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Paul Czinner and Alfred Travers directed this recording of one of the popular Da Ponte/Mozart opera's. Mind you: for 1955 it's quite good. Some good camera work and this in spite of the limited possibilities that filming this art form unfortunately has. So far for the good news.
Conductor Wilhelm Furtwängler conducted this recording in august 1954, just three months before his death. He should not have done this recording as I find it simply not good. His tempi are só slow that all dramatics are sucked out of the characters; Wilhelm perhaps thought he was conducting Wagner: loud and slow does the trick. It amazes me that Furtwängler shows no dramatic feeling with the characters at all. Yes, I do know it's from 1954 and I keep that in my mind writing this. This musical interpretation I find very black/white and without passion! That's the keyword: Passion.
Whoever did the casting I don't know but to have Zerlina played by 54-year old Erna Berger should be sacked; great for a recording perhaps but not to watch on screen.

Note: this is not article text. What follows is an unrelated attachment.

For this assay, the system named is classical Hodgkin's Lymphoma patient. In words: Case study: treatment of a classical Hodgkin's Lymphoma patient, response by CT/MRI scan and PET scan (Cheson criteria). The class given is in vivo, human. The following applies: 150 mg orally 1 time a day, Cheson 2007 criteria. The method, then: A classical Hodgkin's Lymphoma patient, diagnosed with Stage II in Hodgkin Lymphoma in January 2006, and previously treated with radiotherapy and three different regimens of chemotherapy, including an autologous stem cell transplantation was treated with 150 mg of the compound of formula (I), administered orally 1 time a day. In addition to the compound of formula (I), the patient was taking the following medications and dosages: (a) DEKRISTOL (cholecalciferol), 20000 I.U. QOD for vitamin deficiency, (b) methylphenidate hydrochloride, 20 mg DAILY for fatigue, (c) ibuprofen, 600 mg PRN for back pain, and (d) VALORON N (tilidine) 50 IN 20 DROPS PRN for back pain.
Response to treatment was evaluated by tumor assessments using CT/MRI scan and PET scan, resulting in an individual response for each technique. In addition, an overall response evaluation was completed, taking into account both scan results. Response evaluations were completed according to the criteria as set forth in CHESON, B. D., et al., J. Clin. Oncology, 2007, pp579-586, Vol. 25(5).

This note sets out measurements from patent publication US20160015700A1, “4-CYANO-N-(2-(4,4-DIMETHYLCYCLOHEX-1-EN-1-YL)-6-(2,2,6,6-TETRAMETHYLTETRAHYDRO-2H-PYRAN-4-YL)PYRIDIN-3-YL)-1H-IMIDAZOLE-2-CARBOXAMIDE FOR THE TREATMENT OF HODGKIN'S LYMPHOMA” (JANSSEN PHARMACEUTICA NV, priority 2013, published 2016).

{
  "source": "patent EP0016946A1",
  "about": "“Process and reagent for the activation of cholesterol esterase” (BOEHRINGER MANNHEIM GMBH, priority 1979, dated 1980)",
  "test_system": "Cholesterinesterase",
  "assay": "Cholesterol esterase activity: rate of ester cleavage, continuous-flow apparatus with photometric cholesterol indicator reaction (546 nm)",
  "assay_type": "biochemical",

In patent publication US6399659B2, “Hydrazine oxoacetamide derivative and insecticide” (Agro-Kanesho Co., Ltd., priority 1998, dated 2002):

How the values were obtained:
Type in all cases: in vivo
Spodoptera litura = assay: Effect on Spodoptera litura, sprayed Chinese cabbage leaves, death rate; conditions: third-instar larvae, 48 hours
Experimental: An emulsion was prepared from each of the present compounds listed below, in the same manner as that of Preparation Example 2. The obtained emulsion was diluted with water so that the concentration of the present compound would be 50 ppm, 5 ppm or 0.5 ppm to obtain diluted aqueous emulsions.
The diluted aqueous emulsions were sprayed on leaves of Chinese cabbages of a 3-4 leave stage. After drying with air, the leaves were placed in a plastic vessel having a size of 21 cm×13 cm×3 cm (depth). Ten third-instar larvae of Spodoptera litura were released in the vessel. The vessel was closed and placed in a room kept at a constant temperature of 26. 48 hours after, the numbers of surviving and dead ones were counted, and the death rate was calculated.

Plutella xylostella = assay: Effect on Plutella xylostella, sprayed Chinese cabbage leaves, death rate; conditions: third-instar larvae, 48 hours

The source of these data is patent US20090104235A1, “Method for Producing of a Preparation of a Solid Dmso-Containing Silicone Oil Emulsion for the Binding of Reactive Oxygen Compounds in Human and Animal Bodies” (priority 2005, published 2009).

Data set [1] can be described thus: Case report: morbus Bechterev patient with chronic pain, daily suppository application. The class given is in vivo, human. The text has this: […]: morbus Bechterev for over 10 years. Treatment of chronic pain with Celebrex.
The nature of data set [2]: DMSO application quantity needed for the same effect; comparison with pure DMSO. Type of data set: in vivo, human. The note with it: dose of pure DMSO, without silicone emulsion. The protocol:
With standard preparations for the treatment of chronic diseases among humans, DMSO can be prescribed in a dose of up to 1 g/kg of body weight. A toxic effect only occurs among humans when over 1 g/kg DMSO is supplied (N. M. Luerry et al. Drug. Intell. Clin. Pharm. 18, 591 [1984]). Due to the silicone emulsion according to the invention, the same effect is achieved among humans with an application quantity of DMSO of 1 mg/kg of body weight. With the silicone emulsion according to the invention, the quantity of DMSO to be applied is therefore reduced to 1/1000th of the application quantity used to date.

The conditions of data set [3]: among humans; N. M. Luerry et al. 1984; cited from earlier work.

The acting unfortunately is as it was believed to be the way-to-do in the 1850's (indeed 100 years before this recording): big gestures and rolling eyes. Otto Edelmann's Leporello is played like an idiot -which he is not (but that same mistake is sometimes made by singers who portray Osmin: often he's a clown). Cesare Siepi has a good age for Giovanni (31) and his jump from the balcony (over 7 feet) is great to watch. But I find his Giovanni not convincing; when Siepi has finished singing he does not know what to do with himself. No acting skills or dramatic knowledge what soever... I found Elisabeth Grümmer (Anna) and Lisa della Casa (Elvira) so so la la. Nothing out of the ordinary. Grümmer stares at the ceiling all three hours as she hopes for Giovanni's love. Della Casa has a good voice but her tormented Elvira does not convince me at all. If I were Ottavio I would have dumped her. Anton Dermota's Ottavio is OK as is Walter Berry's Masetto. Pity that was chosen for the Prague version and not the Vienna one so I missed Ottavio's "Dalla sua pace". But that will always be a choice one has to make as director or conductor: which version do we use?
Of course the libretto by Da Ponte and music by Mozart are so brilliant that it's almost impossible to ruin the opera but this is a nice try.
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